Barbara Beskind, a 91-year-old engineer at the firm IDEO, is busy working on an invention I could really use: facial recognition glasses that identify the person approaching you at a gathering and discreetly whisper that person’s name into your ear.*
I can’t tell you the embarrassment that little invention would save me at conferences. I’m good at faces—I know you!—or at names—oh, Jane Doe, yeah, I’ve met her!—but matching the two things up within the timeframe of a conversation seems to be beyond me. Hurry up, Barbara, I need those glasses. I will pay big money.
Barbara, it seems, is one of a handful of inventors out there working on things we can really use, rather than things that are just fancier versions of what we already have. Phones, for example. I still use a five-year-old flip-phone. All I do is talk and text. Don’t need email, traffic, weather, YouTube, Facebook, movies or anything else on my phone. I have an iPad for that. Or a television, where I can actually see what the heck is going on.
So, all you lovely techies slaving away in some lab—be it a corporate one with test tubes of every size and shape, or your garage where things go BANG! on a regular basis—please give us something we can use.
Need some ideas?
--We all know Google, Apple and several other tech giants are working on the concept of a driverless car. Get in, program your destination and away you go! Take a nap, read a book (on your iPad, of course), watch a movie on the onboard screen, have a drink, even! The car drives itself.
You all are not thinking big enough. How about a car that drives itself to the grocery store to pick up your groceries? Takes your cat to the vet? Picks up the kids at school, takes Johnny to karate, drops off Sue at skate lessons, remembers to pick up the dry cleaning, stops for take-out on the way home and, oh, yeah, fills itself up with gas? All while you are at home doing whatever it is you do when you’re not doing those things. Now that would be an invention.
--And while we’re at it, where are our flying cars???
--No, forget cars. We need a reliable and safe transporter. Or any kind of transporter. Think of the complete transformation of our world this invention would create. No need for the infrastructure we now require to move goods and people across town or around the world. No need for the fossil fuels or the vehicles we use to do those things. No more traffic jams. A dramatic reduction in air pollution. Of course, the world might not survive the transition period, with the massive economic disruption caused by the collapse of the transportation and energy sectors. But what the hell! Halliburton finally gets what it deserves!
--And while we’re dreaming the impossible dream, faster-than-light propulsion, please. I’m sure we’d find some use for that.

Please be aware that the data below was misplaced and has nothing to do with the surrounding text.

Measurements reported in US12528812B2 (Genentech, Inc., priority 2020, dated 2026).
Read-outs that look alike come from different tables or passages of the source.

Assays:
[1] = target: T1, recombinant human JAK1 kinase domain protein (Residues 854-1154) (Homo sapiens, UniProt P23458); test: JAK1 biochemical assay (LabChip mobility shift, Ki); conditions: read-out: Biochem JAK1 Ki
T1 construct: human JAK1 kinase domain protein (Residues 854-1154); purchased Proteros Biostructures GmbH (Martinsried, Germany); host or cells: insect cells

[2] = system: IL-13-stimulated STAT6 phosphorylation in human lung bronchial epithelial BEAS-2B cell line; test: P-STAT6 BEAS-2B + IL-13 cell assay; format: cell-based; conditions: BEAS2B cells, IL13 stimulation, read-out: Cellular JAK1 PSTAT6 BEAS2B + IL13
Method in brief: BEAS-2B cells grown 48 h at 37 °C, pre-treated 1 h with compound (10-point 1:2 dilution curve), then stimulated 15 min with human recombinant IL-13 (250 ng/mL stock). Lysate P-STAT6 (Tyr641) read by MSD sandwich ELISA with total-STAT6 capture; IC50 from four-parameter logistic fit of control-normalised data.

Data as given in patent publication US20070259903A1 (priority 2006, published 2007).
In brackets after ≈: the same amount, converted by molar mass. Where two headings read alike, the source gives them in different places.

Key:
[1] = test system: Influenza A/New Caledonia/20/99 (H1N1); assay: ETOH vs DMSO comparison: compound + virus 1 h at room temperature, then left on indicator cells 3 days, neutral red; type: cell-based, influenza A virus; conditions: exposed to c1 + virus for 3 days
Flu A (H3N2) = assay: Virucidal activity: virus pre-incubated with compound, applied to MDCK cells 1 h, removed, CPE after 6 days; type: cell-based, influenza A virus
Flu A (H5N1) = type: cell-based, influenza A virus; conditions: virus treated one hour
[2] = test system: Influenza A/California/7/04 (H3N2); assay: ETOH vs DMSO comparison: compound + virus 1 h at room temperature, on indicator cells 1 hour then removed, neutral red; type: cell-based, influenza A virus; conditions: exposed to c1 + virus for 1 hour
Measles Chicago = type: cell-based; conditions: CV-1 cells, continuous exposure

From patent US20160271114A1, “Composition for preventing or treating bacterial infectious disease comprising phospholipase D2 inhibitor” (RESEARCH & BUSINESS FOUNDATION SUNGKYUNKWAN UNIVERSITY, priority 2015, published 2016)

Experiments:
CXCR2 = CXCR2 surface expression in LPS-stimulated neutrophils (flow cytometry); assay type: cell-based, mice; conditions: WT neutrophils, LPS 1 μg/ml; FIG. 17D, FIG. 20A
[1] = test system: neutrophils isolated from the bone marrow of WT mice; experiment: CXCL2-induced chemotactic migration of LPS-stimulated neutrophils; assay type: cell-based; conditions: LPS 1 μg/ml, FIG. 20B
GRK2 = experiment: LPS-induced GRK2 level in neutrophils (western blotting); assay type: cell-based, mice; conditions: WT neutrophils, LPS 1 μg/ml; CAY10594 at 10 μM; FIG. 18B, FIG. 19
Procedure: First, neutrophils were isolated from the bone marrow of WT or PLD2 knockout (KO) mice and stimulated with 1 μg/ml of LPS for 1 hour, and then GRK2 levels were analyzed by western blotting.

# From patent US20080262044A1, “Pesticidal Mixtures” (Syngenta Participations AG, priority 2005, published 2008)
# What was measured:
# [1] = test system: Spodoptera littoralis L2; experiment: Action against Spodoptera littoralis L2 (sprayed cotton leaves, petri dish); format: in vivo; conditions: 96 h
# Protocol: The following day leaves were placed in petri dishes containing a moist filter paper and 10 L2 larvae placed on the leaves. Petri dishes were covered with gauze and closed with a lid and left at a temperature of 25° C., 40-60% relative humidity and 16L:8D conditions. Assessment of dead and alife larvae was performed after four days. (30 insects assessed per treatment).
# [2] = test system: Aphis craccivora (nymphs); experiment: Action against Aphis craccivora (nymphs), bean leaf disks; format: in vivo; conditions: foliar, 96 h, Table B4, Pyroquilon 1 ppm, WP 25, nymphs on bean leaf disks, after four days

--Back to the mundane, can it really be so hard to come up with a safe and effective pill to fight obesity? We have a morning-after pill to prevent pregnancy. How about a morning-after-I-ate-a-huge-pizza pill to prevent all that from landing on my hips, huh? If I have to swallow someone else’s gut bacteria (in capsule form, preferably), I will do it! (That’s the latest theory, you know. Your gut bacteria are to blame for your metabolism.) But whatever it is, let’s turn up the heat on this research, shall we? I don’t think reaching my ideal weight as a 95-year-old will be quite the same cause for celebration.
--Then, of course, there is the concept of the LIMITLESS pill, a la the movie starring Bradley Cooper (now a television show). Take a pill, have access to all of your brain power, all of your genetic potential. No more grasping for the questions to those dumb trivia answers on JEOPARDY! Your phenomenal brain will spit them out before the last word in the square is even revealed! And if your fellow contestants want to fight about it, you will crush them in seconds by drawing on the full capacity of your muscles and reflexes.
Not sure what would happen in a world where everyone is taking these pills. Maybe people would finally get the concept of how to maneuver around a traffic circle. And stop watching reality TV.
I have a few other things I could suggest, but I’m sure some of you inventors and scientists are actually working on useful things already. Surely not all of you are busy on the iPhone 7, the next big thing in snack food or yet another way to fragment the television audience. Many of you are seeking a solution to global warming, the cure for cancer, or preventing the next world pandemic. To you I say keep up the good work. May the universe bless you with a fountain of creativity. We really need what you may be discovering or inventing—and soon.
Batten Down the Hatches!
As I write the rain is pelting down here in the mountains of North Carolina, swelling rivers and streams and soaking a soil already saturated by more than a week of wet weather. A low pressure system has stalled out over us and most of the mid-Atlantic states, up into New York and New Jersey. Even without the threat of Hurricane Joaquin, making its way north just off the coast, we are all in for a dangerously drenching weekend. Stay dry and warm, everybody. And those of you out in the dry parts of the country (and the world), send us some dusty thoughts!
*"The Value of Older Workers," by T.R. Reid, AARP BULLETIN, Vol. 56, No.7, September, 2015.